We’ve all been told how important it is to make eye contact when interacting with other people. Direct eye contact makes you seem trustworthy, confident, and interested in the topic you are discussing, right? All those things are true BUT new research shows that direct eye contact can lessen the effectiveness of your message in one critical situation:
Frances Chen researched people listening and watching videos of other people talking about controversial social and/or political topics. Participants watched videos with speakers discussing topics with a strong viewpoint that was opposite to what the participants believed. Some participants were asked to watch the speaker’s eyes, and others were asked to watch the speaker’s mouth. Participants who watched the speaker’s eyes were LESS likely to change their opinion on the topic than the participants who watched the speaker’s mouth.
Why would this be true? Chen’s hypothesis is that direct eye contact can be seen as threatening.
- If you are talking to people who agree with you, and trying to get them fired up to take action, then use direct eye contact.
- But If you are talking to people who don’t agree with you, then you may want to minimize the amount of direct eye contact you have.
- If you are making a video and you believe that people will agree with you, then look right into the camera lense.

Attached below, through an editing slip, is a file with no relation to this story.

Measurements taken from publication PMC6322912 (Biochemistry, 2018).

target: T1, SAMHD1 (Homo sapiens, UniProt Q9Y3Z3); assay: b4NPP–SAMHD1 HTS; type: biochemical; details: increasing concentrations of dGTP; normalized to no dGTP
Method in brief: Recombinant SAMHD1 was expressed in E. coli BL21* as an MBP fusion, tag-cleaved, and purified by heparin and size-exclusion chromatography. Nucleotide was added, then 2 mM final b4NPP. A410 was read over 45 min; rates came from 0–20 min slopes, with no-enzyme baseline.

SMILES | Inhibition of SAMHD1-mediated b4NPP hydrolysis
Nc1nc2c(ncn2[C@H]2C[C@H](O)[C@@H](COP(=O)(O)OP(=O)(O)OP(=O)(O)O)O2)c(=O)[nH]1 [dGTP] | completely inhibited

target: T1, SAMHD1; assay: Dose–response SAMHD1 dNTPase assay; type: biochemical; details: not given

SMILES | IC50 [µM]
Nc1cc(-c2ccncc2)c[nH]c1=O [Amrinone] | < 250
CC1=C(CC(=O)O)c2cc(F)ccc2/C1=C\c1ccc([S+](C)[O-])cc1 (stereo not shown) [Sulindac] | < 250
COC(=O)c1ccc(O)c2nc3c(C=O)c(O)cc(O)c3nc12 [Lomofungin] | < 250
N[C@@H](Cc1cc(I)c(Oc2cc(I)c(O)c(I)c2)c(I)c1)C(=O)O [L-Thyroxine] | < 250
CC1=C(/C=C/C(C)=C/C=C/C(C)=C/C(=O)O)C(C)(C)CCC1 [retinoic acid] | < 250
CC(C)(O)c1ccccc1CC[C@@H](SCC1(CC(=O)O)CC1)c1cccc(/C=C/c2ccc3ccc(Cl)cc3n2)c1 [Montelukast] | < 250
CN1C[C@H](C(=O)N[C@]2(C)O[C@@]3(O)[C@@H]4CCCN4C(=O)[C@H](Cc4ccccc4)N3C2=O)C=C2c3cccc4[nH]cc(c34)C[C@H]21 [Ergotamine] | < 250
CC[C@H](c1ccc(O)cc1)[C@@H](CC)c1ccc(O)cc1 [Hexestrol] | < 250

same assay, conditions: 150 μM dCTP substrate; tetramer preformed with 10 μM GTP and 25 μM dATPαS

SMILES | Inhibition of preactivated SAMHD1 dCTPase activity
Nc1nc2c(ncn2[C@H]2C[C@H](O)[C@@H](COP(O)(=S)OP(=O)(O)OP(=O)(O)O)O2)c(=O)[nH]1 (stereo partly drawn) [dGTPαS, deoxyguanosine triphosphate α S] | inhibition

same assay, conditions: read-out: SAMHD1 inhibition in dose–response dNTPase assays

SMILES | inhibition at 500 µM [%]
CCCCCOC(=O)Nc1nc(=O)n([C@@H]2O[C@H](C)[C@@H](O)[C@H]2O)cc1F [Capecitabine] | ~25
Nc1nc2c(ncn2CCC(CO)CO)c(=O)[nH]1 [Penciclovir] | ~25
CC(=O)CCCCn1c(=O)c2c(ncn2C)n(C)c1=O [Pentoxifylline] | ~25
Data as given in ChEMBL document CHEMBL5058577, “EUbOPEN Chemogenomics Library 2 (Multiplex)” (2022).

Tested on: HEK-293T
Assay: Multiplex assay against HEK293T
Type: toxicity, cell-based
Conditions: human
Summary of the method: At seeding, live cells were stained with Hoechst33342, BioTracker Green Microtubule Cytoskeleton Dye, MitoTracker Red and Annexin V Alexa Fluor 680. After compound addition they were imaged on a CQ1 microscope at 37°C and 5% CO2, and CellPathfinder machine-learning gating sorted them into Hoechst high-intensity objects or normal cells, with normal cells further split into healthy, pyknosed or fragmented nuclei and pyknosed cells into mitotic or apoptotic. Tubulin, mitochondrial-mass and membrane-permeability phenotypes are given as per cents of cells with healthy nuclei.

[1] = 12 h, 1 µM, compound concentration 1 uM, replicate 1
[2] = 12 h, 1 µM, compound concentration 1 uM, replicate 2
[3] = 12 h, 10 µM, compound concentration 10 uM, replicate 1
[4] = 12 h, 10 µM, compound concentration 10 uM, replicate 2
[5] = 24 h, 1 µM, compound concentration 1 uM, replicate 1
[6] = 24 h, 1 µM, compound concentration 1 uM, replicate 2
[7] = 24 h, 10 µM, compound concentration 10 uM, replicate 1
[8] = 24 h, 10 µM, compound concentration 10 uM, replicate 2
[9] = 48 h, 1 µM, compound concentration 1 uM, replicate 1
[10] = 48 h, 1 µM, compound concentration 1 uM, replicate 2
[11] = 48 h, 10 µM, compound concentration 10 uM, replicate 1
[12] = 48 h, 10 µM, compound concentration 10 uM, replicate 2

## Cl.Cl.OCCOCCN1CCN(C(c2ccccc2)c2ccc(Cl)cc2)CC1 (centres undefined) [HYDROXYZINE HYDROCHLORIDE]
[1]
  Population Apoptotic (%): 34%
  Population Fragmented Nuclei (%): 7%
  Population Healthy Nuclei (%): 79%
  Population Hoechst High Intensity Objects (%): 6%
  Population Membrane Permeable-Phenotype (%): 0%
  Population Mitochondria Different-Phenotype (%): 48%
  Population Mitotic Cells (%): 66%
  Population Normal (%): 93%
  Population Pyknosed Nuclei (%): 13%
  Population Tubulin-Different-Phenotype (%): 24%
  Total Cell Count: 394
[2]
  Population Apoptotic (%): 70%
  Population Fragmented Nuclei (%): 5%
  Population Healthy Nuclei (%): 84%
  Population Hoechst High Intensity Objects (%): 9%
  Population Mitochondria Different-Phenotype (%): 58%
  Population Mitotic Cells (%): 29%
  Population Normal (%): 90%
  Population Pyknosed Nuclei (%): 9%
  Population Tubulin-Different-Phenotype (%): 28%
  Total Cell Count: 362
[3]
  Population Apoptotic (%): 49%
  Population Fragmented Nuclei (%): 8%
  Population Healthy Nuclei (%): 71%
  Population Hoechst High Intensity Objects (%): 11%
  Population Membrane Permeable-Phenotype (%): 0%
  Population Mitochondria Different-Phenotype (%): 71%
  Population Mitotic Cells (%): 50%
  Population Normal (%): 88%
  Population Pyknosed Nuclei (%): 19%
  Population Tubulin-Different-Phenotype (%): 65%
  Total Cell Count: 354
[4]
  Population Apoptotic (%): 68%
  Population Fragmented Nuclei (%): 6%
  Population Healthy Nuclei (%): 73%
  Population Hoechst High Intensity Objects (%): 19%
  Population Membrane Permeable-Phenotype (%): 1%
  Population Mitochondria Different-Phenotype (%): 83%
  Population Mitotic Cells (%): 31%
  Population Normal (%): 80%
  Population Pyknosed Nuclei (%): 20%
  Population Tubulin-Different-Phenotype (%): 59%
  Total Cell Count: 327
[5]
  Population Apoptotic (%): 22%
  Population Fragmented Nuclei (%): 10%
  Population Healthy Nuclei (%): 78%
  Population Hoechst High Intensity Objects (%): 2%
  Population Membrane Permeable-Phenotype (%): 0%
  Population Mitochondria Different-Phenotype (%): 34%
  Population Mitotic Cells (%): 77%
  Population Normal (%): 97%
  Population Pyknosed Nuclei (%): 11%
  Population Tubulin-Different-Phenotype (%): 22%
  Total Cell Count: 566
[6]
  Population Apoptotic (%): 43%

- If you are making a video and you think people don’t agree with you, then look off to the side instead of into the camera.
What do you think? Have you experienced this difference between eye contact and whether you agree with the person speaking?
Here’s the research citation:
Chen, F.S., Minson, J.A., Schöne, M., & Heinrichs, M. (in press). In the eye of the beholder: Eye contact increases resistance to persuasion. Psychological Science.
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4 Replies to “365 Ways To Persuade & Motivate: #1 Direct Eye Contact Is Not Always Best”
The “look at me when I am talking to you” is a cultural, not biological, convention. In other parts of the world looking somebody in the eyes is a sign of lack of respect, that you put yourself on par.
Chen’s hypothesis of dominance associated with looking in the eyes can be confirmed through animal studies. A dog will be ashamed if the owner looks it directly in the eyes – or may get aggressive it an other person looks it in the eyes and it has not already been established who is “top dog”.
In the study of body language, over-sustained eye contact has been associated with lying (despite the myth that less eye contact = lying). I wonder if this somehow links in with loosing persuasion – because too much direct eye contact is perceived as insincere.